No; let’s be optimistic again. Over the last couple of years, UK GPD has grown by about 0.6% every quarter. Let’s assume that, instead of recession, or even flatlining, the reduction in investment just causes a bit of a slowdown and the economy continues to grow at half that rate. We’ve established a period of six years for the dust to settle, that is, before we see the benefit of new trade agreements. Over this time we would see the economy grow by 7%. This compares to it growing by 15% if we continued growing at our current rate. That is, Brexit halves our prospects of economic growth over the next six years, even thinking optimistically.

This is all crystal ball stuff, of course. But, it’s hard to see how there won’t be a reduction in investment in British businesses, given that they become a riskier proposition; and it’s hard to see how that doesn’t cause some reduction in economic growth; so the question is how much reduction it causes. Saying we avoid recession is pretty optimistic; saying we retain a reasonable level of growth, as I have done here, is even more so.


Let’s try to stay positive though; Brexit, we might say, wasn’t meant to be a quick fix. Let’s say this is a ten year project, so we need to allow ourselves four more years to recover that loss. We’ve had six years of higher unemployment, lower wages and worse working conditions, but let’s say we can stomach another four. The end of uncertainty, let’s say, restores investor confidence and money flows back into British businesses. Left to its own devices, GDP growth would return to 0.6% per quarter. If we’d had a steady 0.6% growth over those ten years, the economy would have grown by 27%. To get the same overall growth after six years of limited growth, GDP would have to grow by 1.05% per quarter for those four recovery years.

That growth would have to come from improved trade, ie, selling our goods abroad (because that’s the only positive economic change Brexit gives us). Again, let’s be optimistic and assume we can do this right away – businesses don’t have to spend time marketing, establishing their brand, setting up operations etc. At the end of those six years, GDP would be within a gnat’s of £3tn, compared to the £3.2tn we would expect without those six limited years. Over those four recovery years, we’d expect GDP to total just shy of £12tn, compared to £12.9tn without the limited growth. So, over those four years, increased trade has to pull in a little under £900bn, or about £222bn per year, to compensate for our loss.

Let’s again be optimistic and assume that our trade with Europe remains the same, so all we have to do is boost ROW exports by £222bn (we don’t have to make up any lost trade with Europe). In 2015, our exports to ROW totalled £171bn. In other words, to make up for lost growth, we would have to significantly more than double our exports to ROW. If this doesn’t seem unrealistic, try to consider what it means in terms of individual sales, of actual business people finding actual customers. Imagine you’re a salesperson, and your boss comes to you and says “I need you to sell more than twice as much as you sold last year, and all your additional sales have to come from outside Europe.” With the best will in the world, how do you rise to that challenge?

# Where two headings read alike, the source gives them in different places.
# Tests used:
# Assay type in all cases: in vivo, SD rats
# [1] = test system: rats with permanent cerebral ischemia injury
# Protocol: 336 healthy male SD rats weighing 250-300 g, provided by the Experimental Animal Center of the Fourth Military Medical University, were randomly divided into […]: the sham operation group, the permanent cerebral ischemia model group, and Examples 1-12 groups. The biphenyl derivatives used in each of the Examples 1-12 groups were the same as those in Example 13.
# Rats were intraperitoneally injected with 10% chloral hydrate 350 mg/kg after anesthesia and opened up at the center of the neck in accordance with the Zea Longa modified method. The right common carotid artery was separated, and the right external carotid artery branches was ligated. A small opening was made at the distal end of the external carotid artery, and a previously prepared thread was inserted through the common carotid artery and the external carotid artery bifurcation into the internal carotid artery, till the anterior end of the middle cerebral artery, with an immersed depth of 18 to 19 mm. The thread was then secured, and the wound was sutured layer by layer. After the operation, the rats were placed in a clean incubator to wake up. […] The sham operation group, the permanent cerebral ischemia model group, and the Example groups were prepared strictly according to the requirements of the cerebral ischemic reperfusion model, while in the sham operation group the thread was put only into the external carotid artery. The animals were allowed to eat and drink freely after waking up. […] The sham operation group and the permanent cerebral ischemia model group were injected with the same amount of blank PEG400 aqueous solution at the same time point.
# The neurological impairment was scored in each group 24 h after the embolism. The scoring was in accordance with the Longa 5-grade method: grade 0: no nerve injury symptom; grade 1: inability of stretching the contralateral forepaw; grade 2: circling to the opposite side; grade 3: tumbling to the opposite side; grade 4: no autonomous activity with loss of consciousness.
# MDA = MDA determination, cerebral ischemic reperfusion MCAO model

So, thinking optimistically, with everything going smoothly and no catastrophes, we are looking at six years of increased unemployment, lower wages and worsened working conditions, and even in ten years, we will still be suffering the loss. We’re not talking the end of civilisation here; I don’t expect to see Westminster Bridge in flames or the Four Horsemen galloping across it. But even in the best case, the worst off in this country are going to be even worse off than they are now, for at least ten years. That seems an awfully high price to pay for any other benefits Brexit might bring us.

Filed under: Uncategorized

Beating the EU Bogeyman

When a child tells us they can’t sleep because they are afraid of the bogeyman, it is tempting to hear “blah blah blah bogeyman” and launch into a long explanation about how the bogeyman isn’t real. This, of course, accomplishes nothing, because what we really need to hear is “I’m afraid”: afraid of the terror of my nightmares, afraid of the wild animals which might lurk in the darkness at the end of the bed, afraid that when I wake up, you won’t be here. Only when we hear this, and take it seriously, can we make the bogeyman disappear.

The debate on EU membership has focused on three issues: cost, immigration, and sovereignty. For remainers, these are non-issues: the cost is just a membership fee for a club which brings many benefits; immigration is a way to add human capital to an economy which isn’t always successful at producing it locally; and there are sufficient constitutional safeguards in place to mean we still have effective control of our own laws. The assumption, then, is that leavers just don’t understand the facts (a view reinforced by the distortion of facts by leave leaders) and that if things were just explained properly, leavers would change their minds. The bogeyman isn’t real.